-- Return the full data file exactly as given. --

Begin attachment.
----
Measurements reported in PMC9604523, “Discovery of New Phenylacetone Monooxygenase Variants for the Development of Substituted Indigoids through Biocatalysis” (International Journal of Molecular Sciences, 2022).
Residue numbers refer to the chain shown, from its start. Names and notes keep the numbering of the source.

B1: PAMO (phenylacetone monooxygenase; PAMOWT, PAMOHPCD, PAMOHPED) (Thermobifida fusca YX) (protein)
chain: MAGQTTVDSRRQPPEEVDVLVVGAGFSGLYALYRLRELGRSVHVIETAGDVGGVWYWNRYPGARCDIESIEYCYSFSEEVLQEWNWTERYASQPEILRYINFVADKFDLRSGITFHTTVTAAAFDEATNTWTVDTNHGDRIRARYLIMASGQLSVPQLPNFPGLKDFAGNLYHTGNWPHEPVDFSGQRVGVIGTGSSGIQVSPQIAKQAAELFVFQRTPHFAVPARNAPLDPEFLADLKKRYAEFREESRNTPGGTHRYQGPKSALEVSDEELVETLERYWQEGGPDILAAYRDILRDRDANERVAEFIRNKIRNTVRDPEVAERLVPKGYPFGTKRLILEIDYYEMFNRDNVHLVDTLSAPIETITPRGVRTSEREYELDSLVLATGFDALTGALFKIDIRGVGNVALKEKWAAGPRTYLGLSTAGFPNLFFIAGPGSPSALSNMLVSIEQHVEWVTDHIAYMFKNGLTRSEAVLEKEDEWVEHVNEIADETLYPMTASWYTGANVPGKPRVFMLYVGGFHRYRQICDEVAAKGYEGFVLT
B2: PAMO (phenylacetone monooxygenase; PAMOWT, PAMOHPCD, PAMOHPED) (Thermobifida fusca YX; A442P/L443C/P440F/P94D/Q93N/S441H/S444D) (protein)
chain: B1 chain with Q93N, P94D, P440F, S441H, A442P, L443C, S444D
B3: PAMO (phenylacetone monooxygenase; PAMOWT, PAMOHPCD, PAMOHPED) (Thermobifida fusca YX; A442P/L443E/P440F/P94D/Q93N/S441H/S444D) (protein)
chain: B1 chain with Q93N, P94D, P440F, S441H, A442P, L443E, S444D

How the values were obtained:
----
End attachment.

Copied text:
Measurements reported in PMC9604523, “Discovery of New Phenylacetone Monooxygenase Variants for the Development of Substituted Indigoids through Biocatalysis” (International Journal of Molecular Sciences, 2022).
Residue numbers refer to the chain shown, from its start. Names and notes keep the numbering of the source.

B1: PAMO (phenylacetone monooxygenase; PAMOWT, PAMOHPCD, PAMOHPED) (Thermobifida fusca YX) (protein)
chain: MAGQTTVDSRRQPPEEVDVLVVGAGFSGLYALYRLRELGRSVHVIETAGDVGGVWYWNRYPGARCDIESIEYCYSFSEEVLQEWNWTERYASQPEILRYINFVADKFDLRSGITFHTTVTAAAFDEATNTWTVDTNHGDRIRARYLIMASGQLSVPQLPNFPGLKDFAGNLYHTGNWPHEPVDFSGQRVGVIGTGSSGIQVSPQIAKQAAELFVFQRTPHFAVPARNAPLDPEFLADLKKRYAEFREESRNTPGGTHRYQGPKSALEVSDEELVETLERYWQEGGPDILAAYRDILRDRDANERVAEFIRNKIRNTVRDPEVAERLVPKGYPFGTKRLILEIDYYEMFNRDNVHLVDTLSAPIETITPRGVRTSEREYELDSLVLATGFDALTGALFKIDIRGVGNVALKEKWAAGPRTYLGLSTAGFPNLFFIAGPGSPSALSNMLVSIEQHVEWVTDHIAYMFKNGLTRSEAVLEKEDEWVEHVNEIADETLYPMTASWYTGANVPGKPRVFMLYVGGFHRYRQICDEVAAKGYEGFVLT
B2: PAMO (phenylacetone monooxygenase; PAMOWT, PAMOHPCD, PAMOHPED) (Thermobifida fusca YX; A442P/L443C/P440F/P94D/Q93N/S441H/S444D) (protein)
chain: B1 chain with Q93N, P94D, P440F, S441H, A442P, L443C, S444D
B3: PAMO (phenylacetone monooxygenase; PAMOWT, PAMOHPCD, PAMOHPED) (Thermobifida fusca YX; A442P/L443E/P440F/P94D/Q93N/S441H/S444D) (protein)
chain: B1 chain with Q93N, P94D, P440F, S441H, A442P, L443E, S444D

How the values were obtained: